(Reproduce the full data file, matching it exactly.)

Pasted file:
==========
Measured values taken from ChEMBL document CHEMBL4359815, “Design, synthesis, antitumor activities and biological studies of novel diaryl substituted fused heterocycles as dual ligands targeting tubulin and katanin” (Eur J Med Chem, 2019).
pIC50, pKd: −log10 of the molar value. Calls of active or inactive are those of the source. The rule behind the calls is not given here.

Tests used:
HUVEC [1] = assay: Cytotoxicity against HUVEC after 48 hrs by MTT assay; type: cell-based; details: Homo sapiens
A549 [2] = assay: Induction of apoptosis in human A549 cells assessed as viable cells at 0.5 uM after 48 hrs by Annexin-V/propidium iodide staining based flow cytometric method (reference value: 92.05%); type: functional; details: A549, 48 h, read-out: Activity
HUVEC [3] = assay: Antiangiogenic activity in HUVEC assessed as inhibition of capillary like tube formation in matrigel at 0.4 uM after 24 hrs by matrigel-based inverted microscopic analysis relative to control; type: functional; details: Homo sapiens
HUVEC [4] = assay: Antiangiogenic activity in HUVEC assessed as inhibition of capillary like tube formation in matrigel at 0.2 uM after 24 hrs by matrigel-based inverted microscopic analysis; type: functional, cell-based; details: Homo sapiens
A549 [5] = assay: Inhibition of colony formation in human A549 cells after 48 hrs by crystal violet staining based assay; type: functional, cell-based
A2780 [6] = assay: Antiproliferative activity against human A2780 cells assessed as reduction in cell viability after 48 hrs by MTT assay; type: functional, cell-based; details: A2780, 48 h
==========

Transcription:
Measured values taken from ChEMBL document CHEMBL4359815, “Design, synthesis, antitumor activities and biological studies of novel diaryl substituted fused heterocycles as dual ligands targeting tubulin and katanin” (Eur J Med Chem, 2019).
pIC50, pKd: −log10 of the molar value. Calls of active or inactive are those of the source. The rule behind the calls is not given here.

Tests used:
HUVEC [1] = assay: Cytotoxicity against HUVEC after 48 hrs by MTT assay; type: cell-based; details: Homo sapiens
A549 [2] = assay: Induction of apoptosis in human A549 cells assessed as viable cells at 0.5 uM after 48 hrs by Annexin-V/propidium iodide staining based flow cytometric method (reference value: 92.05%); type: functional; details: A549, 48 h, read-out: Activity
HUVEC [3] = assay: Antiangiogenic activity in HUVEC assessed as inhibition of capillary like tube formation in matrigel at 0.4 uM after 24 hrs by matrigel-based inverted microscopic analysis relative to control; type: functional; details: Homo sapiens
HUVEC [4] = assay: Antiangiogenic activity in HUVEC assessed as inhibition of capillary like tube formation in matrigel at 0.2 uM after 24 hrs by matrigel-based inverted microscopic analysis; type: functional, cell-based; details: Homo sapiens
A549 [5] = assay: Inhibition of colony formation in human A549 cells after 48 hrs by crystal violet staining based assay; type: functional, cell-based
A2780 [6] = assay: Antiproliferative activity against human A2780 cells assessed as reduction in cell viability after 48 hrs by MTT assay; type: functional, cell-based; details: A2780, 48 h